Oil Dips Below $65 on OPEC Inaction

Eddie Seal/Bloomberg News

West Texas Intermediate crude rebounded after sliding to the lowest level since July 2009 on speculation that prices have further to drop before OPEC’s decision to maintain output slows U.S. shale supply.

Benchmark futures in New York and London slumped as much as 3.7% before recouping losses. Both grades had their biggest monthly loss in November in almost six years after the Organization of Petroleum Exporting Countries signaled it will leave it to the market to reduce a global glut.

Current prices are no guarantee of a significant decline in U.S. shale output, Iran’s Oil Minister Bijan Namdar Zanganeh said in a Nov. 28 interview.

Oil has collapsed into a bear market as the U.S. pumps crude at the fastest rate in three decades while global demand growth slows. OPEC resisted calls from members including Venezuela and Iran to reduce its production target of 30 million barrels a day when it met last week in Vienna. Iraq boosted exports to 2.51 million barrels a day in November, according to the oil ministry.

“The failure of last week’s OPEC meeting has had a tremendous impact,” John Kilduff, a partner at Again Capital, a New York-based hedge fund that focuses on energy, said by phone. “Prices have fallen a great deal, which is going to bring the value buyers out of the woodwork.”

WTI for January delivery fell as much as $2.43 to $63.72 a barrel on the New York Mercantile Exchange. Futures rebounded $1.38, or 2.1%, to $67.53 early Dec. 1. The volume of all futures traded was 90% higher than the 100-day average for the time of day. Prices, which decreased 18% in November, are down 31% this year.

Brent for January settlement dropped as much as $2.62 to $67.53 a barrel on the ICE Futures Europe exchange, the lowest since October 2009, before rebounding $1.11 to $71.26. Volume was 75% above the 100-day average. Prices declined 18% last month and 36% in 2014.

Many of OPEC’s 12 members intended to trim 1.5 million barrels, or 5%, from their collective quota, with non-member producers contributing an additional 500,000 barrels in reductions, according to Zanganeh’s account of the group’s Nov. 27 meeting. Saudi Arabian Oil Minister Ali Al-Naimi cited the threat from U.S. shale as the main justification for maintaining the output limit, Zanganeh said.

“It will be interesting to see if Iran, Venezuela and maybe some non-OPEC countries like Russia can get it together make some cuts,” Michael Lynch, president of Strategic Energy and Economic Research in Winchester, Massachusetts, said by phone. “The Saudis have decided to squeeze the shale producers, so they won’t be taking part.”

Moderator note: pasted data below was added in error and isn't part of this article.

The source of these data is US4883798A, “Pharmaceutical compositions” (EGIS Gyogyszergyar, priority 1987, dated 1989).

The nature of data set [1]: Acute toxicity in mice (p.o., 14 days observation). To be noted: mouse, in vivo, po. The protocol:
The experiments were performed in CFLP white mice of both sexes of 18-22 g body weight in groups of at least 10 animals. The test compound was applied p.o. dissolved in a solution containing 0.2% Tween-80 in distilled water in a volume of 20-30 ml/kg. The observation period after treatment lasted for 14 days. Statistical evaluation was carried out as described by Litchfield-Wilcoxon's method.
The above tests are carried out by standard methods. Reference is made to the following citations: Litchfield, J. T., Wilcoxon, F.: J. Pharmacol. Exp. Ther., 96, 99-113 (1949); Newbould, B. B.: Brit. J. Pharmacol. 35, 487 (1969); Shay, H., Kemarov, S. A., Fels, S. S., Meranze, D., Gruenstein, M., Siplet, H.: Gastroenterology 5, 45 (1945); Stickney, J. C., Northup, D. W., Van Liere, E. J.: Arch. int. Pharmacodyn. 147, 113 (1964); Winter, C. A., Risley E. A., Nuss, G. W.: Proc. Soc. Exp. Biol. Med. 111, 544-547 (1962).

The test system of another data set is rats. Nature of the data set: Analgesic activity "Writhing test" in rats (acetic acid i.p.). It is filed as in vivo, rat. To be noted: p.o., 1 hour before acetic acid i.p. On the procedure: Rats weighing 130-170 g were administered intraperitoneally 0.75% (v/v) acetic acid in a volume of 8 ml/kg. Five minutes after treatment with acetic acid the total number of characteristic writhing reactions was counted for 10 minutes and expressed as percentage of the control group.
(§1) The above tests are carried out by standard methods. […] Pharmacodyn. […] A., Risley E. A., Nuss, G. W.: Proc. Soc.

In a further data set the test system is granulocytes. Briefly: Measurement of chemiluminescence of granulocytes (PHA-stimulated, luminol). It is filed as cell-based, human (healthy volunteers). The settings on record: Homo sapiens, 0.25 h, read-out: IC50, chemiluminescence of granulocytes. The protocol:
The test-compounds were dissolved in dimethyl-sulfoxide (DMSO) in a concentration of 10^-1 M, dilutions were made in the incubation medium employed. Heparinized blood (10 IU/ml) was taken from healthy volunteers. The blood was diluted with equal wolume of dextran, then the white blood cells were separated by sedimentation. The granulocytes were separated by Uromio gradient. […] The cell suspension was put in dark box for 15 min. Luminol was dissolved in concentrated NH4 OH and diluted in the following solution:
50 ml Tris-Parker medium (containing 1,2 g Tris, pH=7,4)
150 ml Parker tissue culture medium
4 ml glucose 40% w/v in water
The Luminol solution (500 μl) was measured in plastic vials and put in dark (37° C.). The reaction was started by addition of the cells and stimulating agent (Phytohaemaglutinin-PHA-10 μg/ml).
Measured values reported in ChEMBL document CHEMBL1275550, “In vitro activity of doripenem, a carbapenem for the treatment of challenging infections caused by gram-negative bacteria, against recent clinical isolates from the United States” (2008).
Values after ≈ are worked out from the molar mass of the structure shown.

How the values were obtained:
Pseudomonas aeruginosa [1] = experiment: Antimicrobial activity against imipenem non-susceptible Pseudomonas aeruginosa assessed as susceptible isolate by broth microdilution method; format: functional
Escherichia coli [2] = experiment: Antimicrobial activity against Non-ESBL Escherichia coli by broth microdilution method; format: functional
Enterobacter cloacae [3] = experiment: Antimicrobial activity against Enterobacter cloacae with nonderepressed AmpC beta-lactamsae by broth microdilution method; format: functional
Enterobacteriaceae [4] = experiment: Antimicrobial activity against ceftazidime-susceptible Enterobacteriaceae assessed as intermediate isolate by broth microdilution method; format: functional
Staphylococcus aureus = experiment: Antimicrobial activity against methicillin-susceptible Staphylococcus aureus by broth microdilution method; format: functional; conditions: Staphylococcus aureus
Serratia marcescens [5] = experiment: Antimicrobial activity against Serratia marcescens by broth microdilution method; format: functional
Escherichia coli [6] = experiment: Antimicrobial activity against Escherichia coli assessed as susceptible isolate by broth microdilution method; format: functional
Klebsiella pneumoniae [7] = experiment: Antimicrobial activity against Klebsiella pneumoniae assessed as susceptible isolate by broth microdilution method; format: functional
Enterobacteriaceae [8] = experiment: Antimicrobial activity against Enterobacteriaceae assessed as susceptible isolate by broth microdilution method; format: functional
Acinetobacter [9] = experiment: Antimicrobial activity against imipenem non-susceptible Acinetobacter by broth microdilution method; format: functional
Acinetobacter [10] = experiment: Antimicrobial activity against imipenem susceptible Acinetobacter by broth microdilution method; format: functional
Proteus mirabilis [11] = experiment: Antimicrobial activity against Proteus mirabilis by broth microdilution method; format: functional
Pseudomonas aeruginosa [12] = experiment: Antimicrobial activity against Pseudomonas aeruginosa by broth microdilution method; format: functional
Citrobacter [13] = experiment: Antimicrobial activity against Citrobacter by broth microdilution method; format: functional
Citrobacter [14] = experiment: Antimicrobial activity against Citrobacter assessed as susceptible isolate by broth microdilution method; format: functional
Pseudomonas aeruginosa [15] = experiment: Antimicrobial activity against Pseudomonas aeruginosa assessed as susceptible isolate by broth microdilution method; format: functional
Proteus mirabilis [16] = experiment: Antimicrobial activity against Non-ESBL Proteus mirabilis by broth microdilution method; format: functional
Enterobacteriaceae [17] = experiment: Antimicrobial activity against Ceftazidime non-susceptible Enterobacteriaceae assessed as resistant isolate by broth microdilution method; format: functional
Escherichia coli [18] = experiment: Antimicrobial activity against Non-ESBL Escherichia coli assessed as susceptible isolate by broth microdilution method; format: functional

The U.S. oil boom has been driven by a combination of horizontal drilling and hydraulic fracturing, which has unlocked supplies from shale formations including the Bakken in North Dakota and the Eagle Ford in Texas. The technique is typically more expensive than pumping from conventional reservoirs.

About 4% of U.S. shale output needs $80 a barrel or more to be profitable, according to the International Energy Agency. Most production in the Bakken formation, one of the main drivers of shale oil output, remains commercially viable at or below $42, the Paris-based IEA estimates. It expects U.S. supply to rise by almost 1 million barrels a day next year, with increasing flows to international markets.

“The bottom line is that we have to hold here,” Stephen Schork, president of Schork Group Inc. in Villanova, Pennsylvania, said by phone. “We’re at key levels for both U.S. shale and Canadian production. There’s no telling what the impact will be if there’s a further drop.”

U.S. production expanded to 9.08 million barrels a day through Nov. 21, the most in weekly records that started in January 1983, data from the Energy Information Administration show. Crude inventories climbed to 383 million, according to the Energy Department’s statistical arm.

OPEC, which supplies about 40% of the world’s oil, exceeded its official target for a sixth straight month in November, even after reducing output. The group pumped 30.56 million barrels a day, 424,000 barrels a day less than in October, a Bloomberg News survey of oil companies, producers and analysts showed. Iraq increased monthly exports by 2% in November, according to Asim Jihad, a ministry spokesman.

“The market is in panicking mode,” Hans van Cleef, energy economist at ABN Amro Bank NV in Amsterdam, said by phone. “We expect it will bottom out and see an upward correction. Lower oil prices are a stimulant for economic growth, which means extra demand.”

Crude prices have dropped below the level needed by ten OPEC member states to balance their budgets, according to data compiled by Bloomberg.

China’s efforts to boost emergency stockpiles may increase imports by as much as 700,000 barrels a day in 2015, according to Energy Aspects Ltd., a London-based consultant. That’s more than half the global glut forecast by Citigroup Inc.

“The Chinese are sure to buy these cheap barrels to fill their strategic stockpiles,” Kilduff said.

Hedge funds and other financial traders increased bullish bets on Brent crude in the days before the OPEC meeting. Money managers’ net wagers on rising prices rose 7.9% to 65,973 contracts in the week ended Nov. 25, according to figures from the ICE Futures Europe exchange.

Gasoline futures for January delivery climbed 2.79 cents, or 1.5%, to $1.8555 a gallon in New York. January ultra-low sulfur diesel rose 2.3 cents, or 1.1%, to $2.1842.


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